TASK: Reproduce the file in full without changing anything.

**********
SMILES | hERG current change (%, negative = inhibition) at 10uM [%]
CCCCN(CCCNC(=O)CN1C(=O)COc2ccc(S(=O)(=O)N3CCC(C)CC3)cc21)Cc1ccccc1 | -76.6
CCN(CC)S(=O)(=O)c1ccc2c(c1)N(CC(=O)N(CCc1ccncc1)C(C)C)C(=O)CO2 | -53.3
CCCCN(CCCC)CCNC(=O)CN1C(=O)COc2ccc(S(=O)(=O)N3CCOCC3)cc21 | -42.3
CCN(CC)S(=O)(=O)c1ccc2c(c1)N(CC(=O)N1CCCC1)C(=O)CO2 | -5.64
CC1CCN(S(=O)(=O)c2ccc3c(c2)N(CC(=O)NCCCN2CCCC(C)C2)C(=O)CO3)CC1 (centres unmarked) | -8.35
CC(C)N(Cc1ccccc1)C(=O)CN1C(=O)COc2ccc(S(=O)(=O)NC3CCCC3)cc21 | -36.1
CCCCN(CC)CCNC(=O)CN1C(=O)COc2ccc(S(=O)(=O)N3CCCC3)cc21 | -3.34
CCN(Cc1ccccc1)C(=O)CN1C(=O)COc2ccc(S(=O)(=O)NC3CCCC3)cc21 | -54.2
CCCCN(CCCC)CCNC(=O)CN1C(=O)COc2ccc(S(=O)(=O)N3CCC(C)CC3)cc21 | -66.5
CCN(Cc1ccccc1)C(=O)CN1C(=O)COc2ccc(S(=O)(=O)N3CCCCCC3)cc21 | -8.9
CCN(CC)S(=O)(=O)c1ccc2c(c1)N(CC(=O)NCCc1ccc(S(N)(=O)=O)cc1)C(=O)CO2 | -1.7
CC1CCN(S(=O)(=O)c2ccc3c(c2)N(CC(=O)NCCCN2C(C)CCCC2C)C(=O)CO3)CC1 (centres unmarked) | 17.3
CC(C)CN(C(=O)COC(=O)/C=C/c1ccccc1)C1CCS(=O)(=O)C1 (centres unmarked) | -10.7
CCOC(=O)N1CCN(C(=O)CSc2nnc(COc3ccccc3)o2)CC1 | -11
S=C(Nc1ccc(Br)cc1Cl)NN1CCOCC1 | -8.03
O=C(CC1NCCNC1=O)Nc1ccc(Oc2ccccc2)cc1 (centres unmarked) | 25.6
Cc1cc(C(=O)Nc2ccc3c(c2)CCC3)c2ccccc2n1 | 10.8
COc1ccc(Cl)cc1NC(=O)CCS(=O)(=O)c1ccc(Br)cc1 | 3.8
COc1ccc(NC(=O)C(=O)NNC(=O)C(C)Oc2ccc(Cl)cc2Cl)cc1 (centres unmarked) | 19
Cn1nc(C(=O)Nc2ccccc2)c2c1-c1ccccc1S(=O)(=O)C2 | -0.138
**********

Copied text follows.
SMILES | hERG current change (%, negative = inhibition) at 10uM [%]
CCCCN(CCCNC(=O)CN1C(=O)COc2ccc(S(=O)(=O)N3CCC(C)CC3)cc21)Cc1ccccc1 | -76.6
CCN(CC)S(=O)(=O)c1ccc2c(c1)N(CC(=O)N(CCc1ccncc1)C(C)C)C(=O)CO2 | -53.3
CCCCN(CCCC)CCNC(=O)CN1C(=O)COc2ccc(S(=O)(=O)N3CCOCC3)cc21 | -42.3
CCN(CC)S(=O)(=O)c1ccc2c(c1)N(CC(=O)N1CCCC1)C(=O)CO2 | -5.64
CC1CCN(S(=O)(=O)c2ccc3c(c2)N(CC(=O)NCCCN2CCCC(C)C2)C(=O)CO3)CC1 (centres unmarked) | -8.35
CC(C)N(Cc1ccccc1)C(=O)CN1C(=O)COc2ccc(S(=O)(=O)NC3CCCC3)cc21 | -36.1
CCCCN(CC)CCNC(=O)CN1C(=O)COc2ccc(S(=O)(=O)N3CCCC3)cc21 | -3.34
CCN(Cc1ccccc1)C(=O)CN1C(=O)COc2ccc(S(=O)(=O)NC3CCCC3)cc21 | -54.2
CCCCN(CCCC)CCNC(=O)CN1C(=O)COc2ccc(S(=O)(=O)N3CCC(C)CC3)cc21 | -66.5
CCN(Cc1ccccc1)C(=O)CN1C(=O)COc2ccc(S(=O)(=O)N3CCCCCC3)cc21 | -8.9
CCN(CC)S(=O)(=O)c1ccc2c(c1)N(CC(=O)NCCc1ccc(S(N)(=O)=O)cc1)C(=O)CO2 | -1.7
CC1CCN(S(=O)(=O)c2ccc3c(c2)N(CC(=O)NCCCN2C(C)CCCC2C)C(=O)CO3)CC1 (centres unmarked) | 17.3
CC(C)CN(C(=O)COC(=O)/C=C/c1ccccc1)C1CCS(=O)(=O)C1 (centres unmarked) | -10.7
CCOC(=O)N1CCN(C(=O)CSc2nnc(COc3ccccc3)o2)CC1 | -11
S=C(Nc1ccc(Br)cc1Cl)NN1CCOCC1 | -8.03
O=C(CC1NCCNC1=O)Nc1ccc(Oc2ccccc2)cc1 (centres unmarked) | 25.6
Cc1cc(C(=O)Nc2ccc3c(c2)CCC3)c2ccccc2n1 | 10.8
COc1ccc(Cl)cc1NC(=O)CCS(=O)(=O)c1ccc(Br)cc1 | 3.8
COc1ccc(NC(=O)C(=O)NNC(=O)C(C)Oc2ccc(Cl)cc2Cl)cc1 (centres unmarked) | 19
Cn1nc(C(=O)Nc2ccccc2)c2c1-c1ccccc1S(=O)(=O)C2 | -0.138